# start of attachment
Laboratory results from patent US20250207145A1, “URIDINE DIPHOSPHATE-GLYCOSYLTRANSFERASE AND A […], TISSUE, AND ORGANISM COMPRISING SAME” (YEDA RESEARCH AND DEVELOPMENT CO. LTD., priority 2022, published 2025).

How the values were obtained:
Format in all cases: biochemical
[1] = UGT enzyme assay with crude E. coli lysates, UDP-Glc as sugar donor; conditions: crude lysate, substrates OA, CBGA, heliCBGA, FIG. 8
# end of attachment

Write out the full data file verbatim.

Laboratory results from patent US20250207145A1, “URIDINE DIPHOSPHATE-GLYCOSYLTRANSFERASE AND A […], TISSUE, AND ORGANISM COMPRISING SAME” (YEDA RESEARCH AND DEVELOPMENT CO. LTD., priority 2022, published 2025).

How the values were obtained:
Format in all cases: biochemical
[1] = UGT enzyme assay with crude E. coli lysates, UDP-Glc as sugar donor; conditions: crude lysate, substrates OA, CBGA, heliCBGA, FIG. 8